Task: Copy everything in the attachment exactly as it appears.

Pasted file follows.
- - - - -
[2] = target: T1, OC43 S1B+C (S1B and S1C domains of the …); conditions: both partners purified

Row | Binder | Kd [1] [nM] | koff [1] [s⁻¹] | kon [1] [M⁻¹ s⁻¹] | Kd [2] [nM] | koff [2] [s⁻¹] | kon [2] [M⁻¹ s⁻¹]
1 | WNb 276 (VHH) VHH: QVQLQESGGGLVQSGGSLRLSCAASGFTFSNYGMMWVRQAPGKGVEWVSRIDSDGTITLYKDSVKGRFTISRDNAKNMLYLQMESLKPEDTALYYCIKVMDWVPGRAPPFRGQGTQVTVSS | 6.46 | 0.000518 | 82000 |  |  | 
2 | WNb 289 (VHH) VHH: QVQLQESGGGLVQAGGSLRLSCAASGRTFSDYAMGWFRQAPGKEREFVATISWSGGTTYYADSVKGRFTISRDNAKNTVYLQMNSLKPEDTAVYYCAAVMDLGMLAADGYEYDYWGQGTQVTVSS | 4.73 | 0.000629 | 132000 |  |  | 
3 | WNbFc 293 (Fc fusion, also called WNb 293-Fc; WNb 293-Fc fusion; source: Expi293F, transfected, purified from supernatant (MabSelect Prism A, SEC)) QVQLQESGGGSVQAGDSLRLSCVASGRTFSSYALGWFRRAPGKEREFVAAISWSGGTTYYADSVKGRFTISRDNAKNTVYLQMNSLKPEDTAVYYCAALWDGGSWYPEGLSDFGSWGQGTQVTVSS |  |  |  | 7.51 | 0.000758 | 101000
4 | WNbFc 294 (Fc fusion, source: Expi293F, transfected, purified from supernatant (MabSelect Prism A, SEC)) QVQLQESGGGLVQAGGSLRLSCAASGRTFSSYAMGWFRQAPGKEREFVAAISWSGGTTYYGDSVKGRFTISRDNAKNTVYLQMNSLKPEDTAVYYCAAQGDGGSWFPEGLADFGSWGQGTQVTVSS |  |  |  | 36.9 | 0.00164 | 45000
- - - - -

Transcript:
[2] = target: T1, OC43 S1B+C (S1B and S1C domains of the …); conditions: both partners purified

Row | Binder | Kd [1] [nM] | koff [1] [s⁻¹] | kon [1] [M⁻¹ s⁻¹] | Kd [2] [nM] | koff [2] [s⁻¹] | kon [2] [M⁻¹ s⁻¹]
1 | WNb 276 (VHH) VHH: QVQLQESGGGLVQSGGSLRLSCAASGFTFSNYGMMWVRQAPGKGVEWVSRIDSDGTITLYKDSVKGRFTISRDNAKNMLYLQMESLKPEDTALYYCIKVMDWVPGRAPPFRGQGTQVTVSS | 6.46 | 0.000518 | 82000 |  |  | 
2 | WNb 289 (VHH) VHH: QVQLQESGGGLVQAGGSLRLSCAASGRTFSDYAMGWFRQAPGKEREFVATISWSGGTTYYADSVKGRFTISRDNAKNTVYLQMNSLKPEDTAVYYCAAVMDLGMLAADGYEYDYWGQGTQVTVSS | 4.73 | 0.000629 | 132000 |  |  | 
3 | WNbFc 293 (Fc fusion, also called WNb 293-Fc; WNb 293-Fc fusion; source: Expi293F, transfected, purified from supernatant (MabSelect Prism A, SEC)) QVQLQESGGGSVQAGDSLRLSCVASGRTFSSYALGWFRRAPGKEREFVAAISWSGGTTYYADSVKGRFTISRDNAKNTVYLQMNSLKPEDTAVYYCAALWDGGSWYPEGLSDFGSWGQGTQVTVSS |  |  |  | 7.51 | 0.000758 | 101000
4 | WNbFc 294 (Fc fusion, source: Expi293F, transfected, purified from supernatant (MabSelect Prism A, SEC)) QVQLQESGGGLVQAGGSLRLSCAASGRTFSSYAMGWFRQAPGKEREFVAAISWSGGTTYYGDSVKGRFTISRDNAKNTVYLQMNSLKPEDTAVYYCAAQGDGGSWFPEGLADFGSWGQGTQVTVSS |  |  |  | 36.9 | 0.00164 | 45000